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Civil society reacts to PTI govt’s move to amend KP RTI law

By Our Correspondent
February 28, 2018

ISLAMABAD: Civil society on Tuesday reacted strongly to the amendments proposed in KP Right to Information Act 2013 by ruling Pakistan Tehreek-Insaf (PTI) claiming that proposed amendments are regressive and will seriously undermine the efficiency of the law. Coalition on Right to Information (CRTI), a group of 55 civil society organisations working towards the enactment and implementation of right to information laws in Pakistan, strongly opposes the amendments proposed in KP RTI Act 2013.

In a statement issued on Monday, CRTI maintains that KP RTI Act 2013, in its current shape, is one of the effective and well implemented RTI laws in Pakistan but the PTI led provincial government is bringing back old colonial mindset again into play by making the process of getting information from public bodies more difficult.

While condemning the proposed amendment in Section 7 (5) of existing act where citizens would now be required to establish a clear link of requested information with public importance, Amer Ejaz, Executive Director, Centre for Peace and Development Initiatives (CPDI), opined that a requester must be able to access information without providing any reason because the information held by public departments belongs to the public- the taxpayers and public departments are only custodians of this information. It is the fundamental right of the citizens to access all the information held by public departments. This will also discourage the citizens to use RTI as a tool for solving their service delivery issues. They are making KP RTI Act 2013 dubious like Freedom of Information Ordinance 2002 that is against the earlier commitments of PTI.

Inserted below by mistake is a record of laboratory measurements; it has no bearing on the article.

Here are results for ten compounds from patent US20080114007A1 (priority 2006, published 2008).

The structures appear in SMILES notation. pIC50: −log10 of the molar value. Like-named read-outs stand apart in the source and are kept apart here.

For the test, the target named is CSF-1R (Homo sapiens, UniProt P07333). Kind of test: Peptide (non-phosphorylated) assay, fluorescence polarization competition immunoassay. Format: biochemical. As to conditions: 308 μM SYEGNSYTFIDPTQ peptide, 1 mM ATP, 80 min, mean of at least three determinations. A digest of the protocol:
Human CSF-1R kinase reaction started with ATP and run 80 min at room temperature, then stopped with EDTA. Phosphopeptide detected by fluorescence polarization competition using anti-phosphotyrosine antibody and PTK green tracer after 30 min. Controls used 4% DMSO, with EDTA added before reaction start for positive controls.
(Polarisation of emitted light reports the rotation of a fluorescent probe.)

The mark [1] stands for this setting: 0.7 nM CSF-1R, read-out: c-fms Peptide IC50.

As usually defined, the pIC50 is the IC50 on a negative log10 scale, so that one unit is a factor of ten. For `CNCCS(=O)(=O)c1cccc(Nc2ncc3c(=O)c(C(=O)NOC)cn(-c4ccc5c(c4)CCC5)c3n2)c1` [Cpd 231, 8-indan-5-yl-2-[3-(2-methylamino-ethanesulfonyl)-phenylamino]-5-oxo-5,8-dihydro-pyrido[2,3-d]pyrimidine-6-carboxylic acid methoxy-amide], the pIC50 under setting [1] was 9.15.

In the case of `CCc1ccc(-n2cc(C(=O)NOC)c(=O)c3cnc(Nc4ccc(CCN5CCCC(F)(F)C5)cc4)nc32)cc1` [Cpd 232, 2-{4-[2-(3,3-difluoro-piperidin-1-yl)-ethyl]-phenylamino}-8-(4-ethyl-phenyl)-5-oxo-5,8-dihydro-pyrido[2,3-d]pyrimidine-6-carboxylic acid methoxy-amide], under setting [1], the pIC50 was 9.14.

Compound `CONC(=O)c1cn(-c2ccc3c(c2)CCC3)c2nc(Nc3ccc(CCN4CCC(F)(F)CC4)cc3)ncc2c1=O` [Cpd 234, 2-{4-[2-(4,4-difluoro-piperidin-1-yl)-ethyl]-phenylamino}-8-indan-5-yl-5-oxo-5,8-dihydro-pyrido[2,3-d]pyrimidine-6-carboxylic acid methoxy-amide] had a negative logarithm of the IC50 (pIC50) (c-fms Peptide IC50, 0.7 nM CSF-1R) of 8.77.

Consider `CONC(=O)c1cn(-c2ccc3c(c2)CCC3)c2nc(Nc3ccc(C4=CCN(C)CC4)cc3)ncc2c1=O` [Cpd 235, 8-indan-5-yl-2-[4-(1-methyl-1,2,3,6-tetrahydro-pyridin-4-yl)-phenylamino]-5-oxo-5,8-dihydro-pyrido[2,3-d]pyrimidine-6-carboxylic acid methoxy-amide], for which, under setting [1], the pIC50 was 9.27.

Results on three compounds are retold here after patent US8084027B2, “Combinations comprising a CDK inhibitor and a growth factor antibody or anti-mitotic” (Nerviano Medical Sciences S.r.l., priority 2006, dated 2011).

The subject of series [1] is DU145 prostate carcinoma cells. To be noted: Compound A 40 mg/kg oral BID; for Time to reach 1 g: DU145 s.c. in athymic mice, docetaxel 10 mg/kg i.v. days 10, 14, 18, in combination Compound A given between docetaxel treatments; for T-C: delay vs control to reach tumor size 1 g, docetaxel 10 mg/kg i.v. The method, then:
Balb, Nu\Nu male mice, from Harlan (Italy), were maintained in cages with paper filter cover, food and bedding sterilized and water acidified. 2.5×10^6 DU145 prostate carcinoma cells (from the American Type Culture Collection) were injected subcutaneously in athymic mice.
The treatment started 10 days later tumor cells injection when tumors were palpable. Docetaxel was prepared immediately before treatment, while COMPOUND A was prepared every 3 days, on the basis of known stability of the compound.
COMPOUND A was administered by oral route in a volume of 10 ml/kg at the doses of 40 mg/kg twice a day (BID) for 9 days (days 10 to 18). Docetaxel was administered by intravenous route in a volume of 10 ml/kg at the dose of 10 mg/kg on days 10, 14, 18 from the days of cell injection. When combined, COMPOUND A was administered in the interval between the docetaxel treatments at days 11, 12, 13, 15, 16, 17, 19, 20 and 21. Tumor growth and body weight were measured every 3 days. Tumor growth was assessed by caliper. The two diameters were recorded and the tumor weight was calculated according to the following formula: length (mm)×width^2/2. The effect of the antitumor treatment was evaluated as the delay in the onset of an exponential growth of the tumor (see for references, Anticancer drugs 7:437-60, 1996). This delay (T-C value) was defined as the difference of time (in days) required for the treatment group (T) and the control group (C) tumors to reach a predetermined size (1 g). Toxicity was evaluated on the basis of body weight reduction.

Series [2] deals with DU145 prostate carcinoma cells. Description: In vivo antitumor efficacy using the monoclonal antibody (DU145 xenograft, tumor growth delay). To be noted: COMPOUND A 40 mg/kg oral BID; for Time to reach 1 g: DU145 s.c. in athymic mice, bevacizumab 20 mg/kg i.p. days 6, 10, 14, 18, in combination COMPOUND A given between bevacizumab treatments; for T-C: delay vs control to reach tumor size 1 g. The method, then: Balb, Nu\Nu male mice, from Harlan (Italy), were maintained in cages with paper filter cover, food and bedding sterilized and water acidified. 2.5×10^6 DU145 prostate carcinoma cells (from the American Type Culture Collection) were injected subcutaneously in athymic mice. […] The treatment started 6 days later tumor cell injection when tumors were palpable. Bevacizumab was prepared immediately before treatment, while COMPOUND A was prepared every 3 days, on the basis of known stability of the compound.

He added, putting internal communication into category of exemptions (section 18A) merely denounces the essence of transparency, openness and citizen participation in government affairs. Moreover the timeline of responding information request has also been increased from 10 days to 30 days where Public Information Officer will first seek permission from in-charge of Public body before providing information to a requester.

This specific amendment will altogether kill the concept of designation of Public Information Officer and will make every information request as a routine official correspondence where files takes days to travel from one step to other. The amendment bill, if passed, will weaken the KP RTI Act 2013 and curtail the public path to access information and decrease its overall ranking among RTI legislation in Pakistan and worldwide.

Muhammad Aftab Alam, Executive Director IRADA said the concept of RTI is intrinsic to a transparent and responsive government. Any attempt to dilute the citizens' right to information by watering down some provisions of the law, as is being done by the KP government, is tantamount to curbing the undiluted fundamental right to information as enshrined in Article 19-A of the Constitution of Pakistan.

Arshad Rizvi, Manager Operations Society for Alternative Media and Research (SAMAR) while criticising the ruling party in KP said that with such restrictive and regressive proposed amendments, we can only dream of open and transparent Pakistan. Amendments are disappointing and purely undemocratic which abduct the people right to access information.

Ms. Nighat Dad, Executive Director Digital Rights Foundation, also joined the condemning voices and added the proposed amendments are set-back for right to information in Pakistan. While reviewing the legal framework of the amendment bill, she remarked that proposed insertions will only serve to weaken the ambit of the existing KP RTI Act and rig the field against the public's right to information.